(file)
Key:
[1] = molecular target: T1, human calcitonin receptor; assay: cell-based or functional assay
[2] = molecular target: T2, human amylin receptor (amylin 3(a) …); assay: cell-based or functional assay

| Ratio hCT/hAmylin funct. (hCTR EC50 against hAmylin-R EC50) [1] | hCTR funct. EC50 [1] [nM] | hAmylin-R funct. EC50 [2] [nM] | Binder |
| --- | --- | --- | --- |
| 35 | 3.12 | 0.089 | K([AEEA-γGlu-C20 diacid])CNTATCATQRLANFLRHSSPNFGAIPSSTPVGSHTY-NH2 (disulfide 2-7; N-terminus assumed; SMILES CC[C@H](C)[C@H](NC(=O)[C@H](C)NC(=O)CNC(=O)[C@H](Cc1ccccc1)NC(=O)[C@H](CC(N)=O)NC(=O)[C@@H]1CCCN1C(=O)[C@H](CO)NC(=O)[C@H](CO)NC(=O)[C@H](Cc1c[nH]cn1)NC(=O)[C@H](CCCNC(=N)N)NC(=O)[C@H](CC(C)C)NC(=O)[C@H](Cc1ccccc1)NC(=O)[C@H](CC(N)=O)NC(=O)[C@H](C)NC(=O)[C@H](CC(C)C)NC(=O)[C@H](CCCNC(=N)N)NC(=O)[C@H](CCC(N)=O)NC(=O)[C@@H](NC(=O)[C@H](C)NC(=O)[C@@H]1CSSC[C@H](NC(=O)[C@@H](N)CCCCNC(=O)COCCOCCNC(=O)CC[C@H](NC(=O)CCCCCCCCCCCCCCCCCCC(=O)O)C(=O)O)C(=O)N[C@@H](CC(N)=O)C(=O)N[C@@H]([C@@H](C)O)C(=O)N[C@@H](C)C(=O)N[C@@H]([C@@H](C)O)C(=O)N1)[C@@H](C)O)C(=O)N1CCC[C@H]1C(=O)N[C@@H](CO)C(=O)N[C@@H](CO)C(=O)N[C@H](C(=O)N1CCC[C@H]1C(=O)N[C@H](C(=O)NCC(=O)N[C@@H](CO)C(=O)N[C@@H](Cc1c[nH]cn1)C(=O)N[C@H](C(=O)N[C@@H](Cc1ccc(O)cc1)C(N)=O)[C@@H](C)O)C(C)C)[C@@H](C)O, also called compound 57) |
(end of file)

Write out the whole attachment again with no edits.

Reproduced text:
Key:
[1] = molecular target: T1, human calcitonin receptor; assay: cell-based or functional assay
[2] = molecular target: T2, human amylin receptor (amylin 3(a) …); assay: cell-based or functional assay

| Ratio hCT/hAmylin funct. (hCTR EC50 against hAmylin-R EC50) [1] | hCTR funct. EC50 [1] [nM] | hAmylin-R funct. EC50 [2] [nM] | Binder |
| --- | --- | --- | --- |
| 35 | 3.12 | 0.089 | K([AEEA-γGlu-C20 diacid])CNTATCATQRLANFLRHSSPNFGAIPSSTPVGSHTY-NH2 (disulfide 2-7; N-terminus assumed; SMILES CC[C@H](C)[C@H](NC(=O)[C@H](C)NC(=O)CNC(=O)[C@H](Cc1ccccc1)NC(=O)[C@H](CC(N)=O)NC(=O)[C@@H]1CCCN1C(=O)[C@H](CO)NC(=O)[C@H](CO)NC(=O)[C@H](Cc1c[nH]cn1)NC(=O)[C@H](CCCNC(=N)N)NC(=O)[C@H](CC(C)C)NC(=O)[C@H](Cc1ccccc1)NC(=O)[C@H](CC(N)=O)NC(=O)[C@H](C)NC(=O)[C@H](CC(C)C)NC(=O)[C@H](CCCNC(=N)N)NC(=O)[C@H](CCC(N)=O)NC(=O)[C@@H](NC(=O)[C@H](C)NC(=O)[C@@H]1CSSC[C@H](NC(=O)[C@@H](N)CCCCNC(=O)COCCOCCNC(=O)CC[C@H](NC(=O)CCCCCCCCCCCCCCCCCCC(=O)O)C(=O)O)C(=O)N[C@@H](CC(N)=O)C(=O)N[C@@H]([C@@H](C)O)C(=O)N[C@@H](C)C(=O)N[C@@H]([C@@H](C)O)C(=O)N1)[C@@H](C)O)C(=O)N1CCC[C@H]1C(=O)N[C@@H](CO)C(=O)N[C@@H](CO)C(=O)N[C@H](C(=O)N1CCC[C@H]1C(=O)N[C@H](C(=O)NCC(=O)N[C@@H](CO)C(=O)N[C@@H](Cc1c[nH]cn1)C(=O)N[C@H](C(=O)N[C@@H](Cc1ccc(O)cc1)C(N)=O)[C@@H](C)O)C(C)C)[C@@H](C)O, also called compound 57) |